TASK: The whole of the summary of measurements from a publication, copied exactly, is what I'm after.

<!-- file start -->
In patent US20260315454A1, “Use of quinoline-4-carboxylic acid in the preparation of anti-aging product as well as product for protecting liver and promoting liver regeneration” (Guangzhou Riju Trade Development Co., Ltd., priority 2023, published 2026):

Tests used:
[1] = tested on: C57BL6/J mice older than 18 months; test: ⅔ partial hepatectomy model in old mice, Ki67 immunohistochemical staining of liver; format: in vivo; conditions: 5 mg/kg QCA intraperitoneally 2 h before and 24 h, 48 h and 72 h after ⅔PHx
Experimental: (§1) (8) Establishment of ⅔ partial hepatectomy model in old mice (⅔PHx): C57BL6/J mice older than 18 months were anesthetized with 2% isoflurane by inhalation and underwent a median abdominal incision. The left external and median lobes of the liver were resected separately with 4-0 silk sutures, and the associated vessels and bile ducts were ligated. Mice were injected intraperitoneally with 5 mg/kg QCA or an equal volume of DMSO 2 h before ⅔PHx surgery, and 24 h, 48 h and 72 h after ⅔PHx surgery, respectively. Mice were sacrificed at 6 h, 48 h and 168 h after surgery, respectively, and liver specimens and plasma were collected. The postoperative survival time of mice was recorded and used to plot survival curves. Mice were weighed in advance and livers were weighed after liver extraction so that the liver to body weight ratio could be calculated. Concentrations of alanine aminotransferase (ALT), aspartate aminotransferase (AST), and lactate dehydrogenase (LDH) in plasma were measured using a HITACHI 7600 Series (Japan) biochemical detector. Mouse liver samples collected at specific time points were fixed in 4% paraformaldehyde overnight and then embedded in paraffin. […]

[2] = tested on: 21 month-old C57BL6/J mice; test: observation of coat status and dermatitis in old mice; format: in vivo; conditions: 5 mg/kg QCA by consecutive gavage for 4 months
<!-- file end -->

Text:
In patent US20260315454A1, “Use of quinoline-4-carboxylic acid in the preparation of anti-aging product as well as product for protecting liver and promoting liver regeneration” (Guangzhou Riju Trade Development Co., Ltd., priority 2023, published 2026):

Tests used:
[1] = tested on: C57BL6/J mice older than 18 months; test: ⅔ partial hepatectomy model in old mice, Ki67 immunohistochemical staining of liver; format: in vivo; conditions: 5 mg/kg QCA intraperitoneally 2 h before and 24 h, 48 h and 72 h after ⅔PHx
Experimental: (§1) (8) Establishment of ⅔ partial hepatectomy model in old mice (⅔PHx): C57BL6/J mice older than 18 months were anesthetized with 2% isoflurane by inhalation and underwent a median abdominal incision. The left external and median lobes of the liver were resected separately with 4-0 silk sutures, and the associated vessels and bile ducts were ligated. Mice were injected intraperitoneally with 5 mg/kg QCA or an equal volume of DMSO 2 h before ⅔PHx surgery, and 24 h, 48 h and 72 h after ⅔PHx surgery, respectively. Mice were sacrificed at 6 h, 48 h and 168 h after surgery, respectively, and liver specimens and plasma were collected. The postoperative survival time of mice was recorded and used to plot survival curves. Mice were weighed in advance and livers were weighed after liver extraction so that the liver to body weight ratio could be calculated. Concentrations of alanine aminotransferase (ALT), aspartate aminotransferase (AST), and lactate dehydrogenase (LDH) in plasma were measured using a HITACHI 7600 Series (Japan) biochemical detector. Mouse liver samples collected at specific time points were fixed in 4% paraformaldehyde overnight and then embedded in paraffin. […]

[2] = tested on: 21 month-old C57BL6/J mice; test: observation of coat status and dermatitis in old mice; format: in vivo; conditions: 5 mg/kg QCA by consecutive gavage for 4 months